In order to get certified, businesses should review their green practices. (Credit: Unsplash)
In order to get certified, businesses should review their green practices. (Credit: Unsplash)

A new administration and new Congress are promising serious climate change legislation soon (the “Green New Deal”).

In his inauguration speech, President Joe Biden said he plans a $2 trillion investment in clean energy, with the goal of not producing any carbon emissions by 2035.

With that in mind, it’s a good idea for your business to review its current practices so you can be prepared to comply with any new requirements — and even better, get ahead of the curve.

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What’s a carbon tax?

You’ve probably heard of a “carbon tax.” The Carbon Tax Center says it’s a government-imposed fee on the burning of carbon-based fuels, such as coal, oil and gas. Many large businesses have been instituting practices that reduce their carbon footprint. For example, Google has been carbon neutral since 2007.

With a carbon tax, businesses may be required to assess and report on certain environmental, social and governance (known as ESG) measurements and then pay for excess fossil fuel consumption and waste disposal. Do you have any clue where you stand now? Some sites, such as EcoAct, can help you assess your current carbon footprint and offer guidance.

What you can do now

Review your current business practices in light of their environmental impact. For example, how much plastic—a big pollutant—does your business use and what can you do now to make substitutions? If you are a retail store, are you using plastic or paper bags for customer purchases? If you are a deli or restaurant offering take-out, what types of containers are you using for food purchases? Consider using products compatible with sustainability, such as bags and boxes from PakFactory, a supporter of the National Forest Foundation.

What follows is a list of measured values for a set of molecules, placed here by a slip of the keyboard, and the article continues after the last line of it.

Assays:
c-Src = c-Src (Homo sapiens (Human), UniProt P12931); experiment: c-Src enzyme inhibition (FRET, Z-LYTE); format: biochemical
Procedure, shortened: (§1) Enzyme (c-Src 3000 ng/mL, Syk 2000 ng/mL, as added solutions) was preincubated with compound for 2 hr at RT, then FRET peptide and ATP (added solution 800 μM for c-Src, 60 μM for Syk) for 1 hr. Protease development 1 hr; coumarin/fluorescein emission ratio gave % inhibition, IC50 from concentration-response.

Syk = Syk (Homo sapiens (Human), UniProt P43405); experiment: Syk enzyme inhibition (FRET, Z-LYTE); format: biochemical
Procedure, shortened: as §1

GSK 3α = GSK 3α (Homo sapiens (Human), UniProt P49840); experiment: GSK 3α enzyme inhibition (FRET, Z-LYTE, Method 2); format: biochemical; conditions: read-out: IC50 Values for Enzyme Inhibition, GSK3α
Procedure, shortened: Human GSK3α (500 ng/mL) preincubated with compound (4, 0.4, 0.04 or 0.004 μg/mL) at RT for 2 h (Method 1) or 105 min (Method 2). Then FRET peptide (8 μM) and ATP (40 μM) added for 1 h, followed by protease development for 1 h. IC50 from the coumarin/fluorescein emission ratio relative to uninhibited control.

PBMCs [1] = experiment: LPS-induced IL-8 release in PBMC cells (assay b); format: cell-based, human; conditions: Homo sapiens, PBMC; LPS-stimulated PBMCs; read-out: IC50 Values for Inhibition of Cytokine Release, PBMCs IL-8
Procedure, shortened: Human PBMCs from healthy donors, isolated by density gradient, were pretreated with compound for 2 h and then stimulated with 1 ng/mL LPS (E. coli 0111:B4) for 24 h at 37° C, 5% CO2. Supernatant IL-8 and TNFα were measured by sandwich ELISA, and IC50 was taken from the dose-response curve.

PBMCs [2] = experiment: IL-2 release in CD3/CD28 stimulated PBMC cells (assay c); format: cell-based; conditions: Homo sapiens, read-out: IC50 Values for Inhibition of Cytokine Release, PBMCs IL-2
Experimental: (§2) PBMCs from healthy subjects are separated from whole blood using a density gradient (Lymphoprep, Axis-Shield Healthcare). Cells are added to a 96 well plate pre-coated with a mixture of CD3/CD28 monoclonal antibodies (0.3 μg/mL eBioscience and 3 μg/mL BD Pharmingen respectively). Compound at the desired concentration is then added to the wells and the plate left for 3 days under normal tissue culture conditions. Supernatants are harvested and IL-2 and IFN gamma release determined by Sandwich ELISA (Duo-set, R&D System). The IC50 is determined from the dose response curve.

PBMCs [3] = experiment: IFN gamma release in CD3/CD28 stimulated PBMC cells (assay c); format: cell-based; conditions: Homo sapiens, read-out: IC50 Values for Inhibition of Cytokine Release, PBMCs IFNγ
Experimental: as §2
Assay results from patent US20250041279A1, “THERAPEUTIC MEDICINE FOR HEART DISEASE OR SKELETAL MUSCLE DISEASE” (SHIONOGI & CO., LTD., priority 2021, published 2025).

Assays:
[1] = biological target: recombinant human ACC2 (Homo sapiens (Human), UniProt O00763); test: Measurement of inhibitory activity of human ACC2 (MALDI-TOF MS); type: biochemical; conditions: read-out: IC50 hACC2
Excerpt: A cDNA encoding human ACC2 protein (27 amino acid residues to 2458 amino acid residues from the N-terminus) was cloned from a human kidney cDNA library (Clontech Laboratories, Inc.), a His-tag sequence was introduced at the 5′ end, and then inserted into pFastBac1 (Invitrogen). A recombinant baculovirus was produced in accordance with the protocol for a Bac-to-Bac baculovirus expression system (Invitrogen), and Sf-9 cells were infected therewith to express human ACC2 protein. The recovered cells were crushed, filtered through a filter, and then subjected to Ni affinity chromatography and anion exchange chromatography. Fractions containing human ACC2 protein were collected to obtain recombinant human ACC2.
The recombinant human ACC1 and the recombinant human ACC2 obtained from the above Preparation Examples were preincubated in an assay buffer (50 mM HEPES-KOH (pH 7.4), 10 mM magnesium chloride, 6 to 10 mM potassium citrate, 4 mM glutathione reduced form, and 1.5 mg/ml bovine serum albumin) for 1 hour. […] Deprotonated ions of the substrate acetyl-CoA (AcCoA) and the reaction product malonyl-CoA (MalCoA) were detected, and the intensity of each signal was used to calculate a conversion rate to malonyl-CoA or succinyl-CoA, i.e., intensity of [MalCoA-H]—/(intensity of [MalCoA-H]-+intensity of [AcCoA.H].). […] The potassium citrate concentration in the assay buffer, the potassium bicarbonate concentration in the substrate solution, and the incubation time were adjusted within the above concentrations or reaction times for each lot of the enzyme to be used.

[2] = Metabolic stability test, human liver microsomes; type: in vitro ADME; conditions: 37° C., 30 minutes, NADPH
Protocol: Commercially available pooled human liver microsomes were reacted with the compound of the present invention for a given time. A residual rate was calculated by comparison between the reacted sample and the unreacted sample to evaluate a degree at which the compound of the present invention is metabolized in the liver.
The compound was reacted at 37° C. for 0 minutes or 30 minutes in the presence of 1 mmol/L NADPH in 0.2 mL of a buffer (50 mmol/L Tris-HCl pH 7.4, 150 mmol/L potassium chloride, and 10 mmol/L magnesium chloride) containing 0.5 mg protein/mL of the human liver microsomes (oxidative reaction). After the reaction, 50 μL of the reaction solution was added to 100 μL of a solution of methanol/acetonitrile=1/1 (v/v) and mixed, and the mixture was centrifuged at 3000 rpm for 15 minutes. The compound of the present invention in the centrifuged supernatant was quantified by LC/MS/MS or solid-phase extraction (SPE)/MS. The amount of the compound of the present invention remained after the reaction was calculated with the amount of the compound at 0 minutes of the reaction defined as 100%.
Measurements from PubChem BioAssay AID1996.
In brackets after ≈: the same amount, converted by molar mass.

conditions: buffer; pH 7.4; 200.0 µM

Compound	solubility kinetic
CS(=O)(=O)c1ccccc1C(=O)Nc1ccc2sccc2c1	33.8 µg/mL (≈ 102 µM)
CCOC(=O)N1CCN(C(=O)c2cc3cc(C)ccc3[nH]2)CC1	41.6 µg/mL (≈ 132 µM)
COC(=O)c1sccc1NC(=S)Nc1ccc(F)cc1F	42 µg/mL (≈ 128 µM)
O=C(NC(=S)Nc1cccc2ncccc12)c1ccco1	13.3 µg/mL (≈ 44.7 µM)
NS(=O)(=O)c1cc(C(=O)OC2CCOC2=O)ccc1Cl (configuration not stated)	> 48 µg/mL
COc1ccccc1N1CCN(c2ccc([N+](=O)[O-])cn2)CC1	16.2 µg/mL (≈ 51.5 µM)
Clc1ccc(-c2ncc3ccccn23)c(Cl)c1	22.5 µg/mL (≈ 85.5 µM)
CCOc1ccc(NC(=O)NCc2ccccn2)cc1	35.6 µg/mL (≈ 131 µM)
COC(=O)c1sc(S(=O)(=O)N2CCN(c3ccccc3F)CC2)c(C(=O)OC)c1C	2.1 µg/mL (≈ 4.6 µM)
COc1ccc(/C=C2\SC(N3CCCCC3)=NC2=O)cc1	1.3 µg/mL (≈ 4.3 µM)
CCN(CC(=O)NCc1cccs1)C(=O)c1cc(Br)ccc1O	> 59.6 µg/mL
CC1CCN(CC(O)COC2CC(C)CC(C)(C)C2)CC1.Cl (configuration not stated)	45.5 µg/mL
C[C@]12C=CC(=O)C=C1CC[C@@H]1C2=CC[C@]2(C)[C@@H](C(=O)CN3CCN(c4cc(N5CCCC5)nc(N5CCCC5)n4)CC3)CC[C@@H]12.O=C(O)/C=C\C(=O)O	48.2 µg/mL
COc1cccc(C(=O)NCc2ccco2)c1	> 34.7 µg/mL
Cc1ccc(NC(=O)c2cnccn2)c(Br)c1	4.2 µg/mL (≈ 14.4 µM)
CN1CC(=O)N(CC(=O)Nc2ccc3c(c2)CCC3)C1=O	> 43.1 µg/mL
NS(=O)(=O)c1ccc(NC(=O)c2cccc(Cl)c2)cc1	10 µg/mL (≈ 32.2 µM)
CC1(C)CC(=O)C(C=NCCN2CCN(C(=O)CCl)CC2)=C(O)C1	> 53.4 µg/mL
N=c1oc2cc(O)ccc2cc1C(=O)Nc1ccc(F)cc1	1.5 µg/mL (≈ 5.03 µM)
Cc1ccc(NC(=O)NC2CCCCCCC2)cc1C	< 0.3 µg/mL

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You can support continued remote work arrangements for employees. This cuts down on their commuting, which in turn is an energy saver.

You can also make investments in green energy.

  • Buy energy-saving office equipment. When you’re replacing or adding copiers and other office equipment, look for Energy Star options.
  • Use sustainable office furniture. Find options through
  • Change lighting. 1000Bulbs has a guide to energy-efficient office lighting.
  • Change company vehicles to electric-powered and hybrids to reduce the use of fossil fuels. There are tax incentives to help underwrite the cost, such as a federal tax credit for buying certain all-electric and plug-in hybrid vehicles. Check DSIRE for state and local tax incentives.

You can obtain “green” certification if your business practices measure up. You can’t simply call yourself a green business or claim your products and services to be sustainable without a designation. SmallBizTrends has a list of 25 green business certifications.

Looking ahead

Be prepared to adjust your budget to cover a carbon tax that may be imposed. On the other hand, to the extent you use energy saving strategies (e.g., making changes in your lighting and vehicles), you can reduce your utility costs and have a lower carbon tax if and when one is enacted.

Regardless of the immediate or long-term cost of green legislation, don’t lose sight of the beneficial impact that having green policies will have on your profitability. Barrons’ reported that two-thirds of consumers prefer to patronize eco-friendly companies, so you might see profits grow. Kermit the Frog said, “It’s not easy being green,” but who knows?

Barbara Weltman is the founder of Big Ideas for Small Business, Inc., which publishes Idea of the Day. She is the author of J.K. Lasser’s Small Business Taxes 2020 and other books that inform the small business community of tax, financial, and legal information they should know about. 

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